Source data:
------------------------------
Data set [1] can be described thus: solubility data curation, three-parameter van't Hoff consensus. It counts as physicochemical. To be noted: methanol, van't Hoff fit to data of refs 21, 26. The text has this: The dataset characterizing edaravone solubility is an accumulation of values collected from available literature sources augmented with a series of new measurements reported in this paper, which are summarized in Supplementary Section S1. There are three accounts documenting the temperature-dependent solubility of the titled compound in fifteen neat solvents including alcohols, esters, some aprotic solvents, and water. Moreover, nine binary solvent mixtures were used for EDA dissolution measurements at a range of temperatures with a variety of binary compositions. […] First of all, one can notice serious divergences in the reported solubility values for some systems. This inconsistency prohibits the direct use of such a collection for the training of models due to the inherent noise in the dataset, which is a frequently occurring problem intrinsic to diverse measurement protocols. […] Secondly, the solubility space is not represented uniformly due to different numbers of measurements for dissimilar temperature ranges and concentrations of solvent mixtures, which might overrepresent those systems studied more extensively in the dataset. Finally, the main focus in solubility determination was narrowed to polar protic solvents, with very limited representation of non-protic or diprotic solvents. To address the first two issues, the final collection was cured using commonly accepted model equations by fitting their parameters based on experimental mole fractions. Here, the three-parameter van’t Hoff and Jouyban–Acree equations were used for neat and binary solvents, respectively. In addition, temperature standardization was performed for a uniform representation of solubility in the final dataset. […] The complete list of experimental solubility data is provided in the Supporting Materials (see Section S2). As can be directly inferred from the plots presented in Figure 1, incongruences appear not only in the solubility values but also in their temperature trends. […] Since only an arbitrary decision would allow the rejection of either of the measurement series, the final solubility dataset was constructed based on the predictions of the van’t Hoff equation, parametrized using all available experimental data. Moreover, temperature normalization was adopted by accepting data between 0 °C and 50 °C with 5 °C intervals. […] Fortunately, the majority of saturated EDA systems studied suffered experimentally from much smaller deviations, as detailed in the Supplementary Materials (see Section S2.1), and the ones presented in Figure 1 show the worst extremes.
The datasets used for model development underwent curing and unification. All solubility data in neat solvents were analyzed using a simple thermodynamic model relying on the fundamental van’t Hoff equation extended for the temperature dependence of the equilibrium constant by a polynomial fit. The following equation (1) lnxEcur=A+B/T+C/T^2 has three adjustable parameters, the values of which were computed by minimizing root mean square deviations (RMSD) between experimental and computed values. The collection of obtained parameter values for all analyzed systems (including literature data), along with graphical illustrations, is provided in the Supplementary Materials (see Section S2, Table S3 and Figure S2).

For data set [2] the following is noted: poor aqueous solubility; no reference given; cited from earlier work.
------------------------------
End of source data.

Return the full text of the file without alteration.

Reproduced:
Data set [1] can be described thus: solubility data curation, three-parameter van't Hoff consensus. It counts as physicochemical. To be noted: methanol, van't Hoff fit to data of refs 21, 26. The text has this: The dataset characterizing edaravone solubility is an accumulation of values collected from available literature sources augmented with a series of new measurements reported in this paper, which are summarized in Supplementary Section S1. There are three accounts documenting the temperature-dependent solubility of the titled compound in fifteen neat solvents including alcohols, esters, some aprotic solvents, and water. Moreover, nine binary solvent mixtures were used for EDA dissolution measurements at a range of temperatures with a variety of binary compositions. […] First of all, one can notice serious divergences in the reported solubility values for some systems. This inconsistency prohibits the direct use of such a collection for the training of models due to the inherent noise in the dataset, which is a frequently occurring problem intrinsic to diverse measurement protocols. […] Secondly, the solubility space is not represented uniformly due to different numbers of measurements for dissimilar temperature ranges and concentrations of solvent mixtures, which might overrepresent those systems studied more extensively in the dataset. Finally, the main focus in solubility determination was narrowed to polar protic solvents, with very limited representation of non-protic or diprotic solvents. To address the first two issues, the final collection was cured using commonly accepted model equations by fitting their parameters based on experimental mole fractions. Here, the three-parameter van’t Hoff and Jouyban–Acree equations were used for neat and binary solvents, respectively. In addition, temperature standardization was performed for a uniform representation of solubility in the final dataset. […] The complete list of experimental solubility data is provided in the Supporting Materials (see Section S2). As can be directly inferred from the plots presented in Figure 1, incongruences appear not only in the solubility values but also in their temperature trends. […] Since only an arbitrary decision would allow the rejection of either of the measurement series, the final solubility dataset was constructed based on the predictions of the van’t Hoff equation, parametrized using all available experimental data. Moreover, temperature normalization was adopted by accepting data between 0 °C and 50 °C with 5 °C intervals. […] Fortunately, the majority of saturated EDA systems studied suffered experimentally from much smaller deviations, as detailed in the Supplementary Materials (see Section S2.1), and the ones presented in Figure 1 show the worst extremes.
The datasets used for model development underwent curing and unification. All solubility data in neat solvents were analyzed using a simple thermodynamic model relying on the fundamental van’t Hoff equation extended for the temperature dependence of the equilibrium constant by a polynomial fit. The following equation (1) lnxEcur=A+B/T+C/T^2 has three adjustable parameters, the values of which were computed by minimizing root mean square deviations (RMSD) between experimental and computed values. The collection of obtained parameter values for all analyzed systems (including literature data), along with graphical illustrations, is provided in the Supplementary Materials (see Section S2, Table S3 and Figure S2).

For data set [2] the following is noted: poor aqueous solubility; no reference given; cited from earlier work.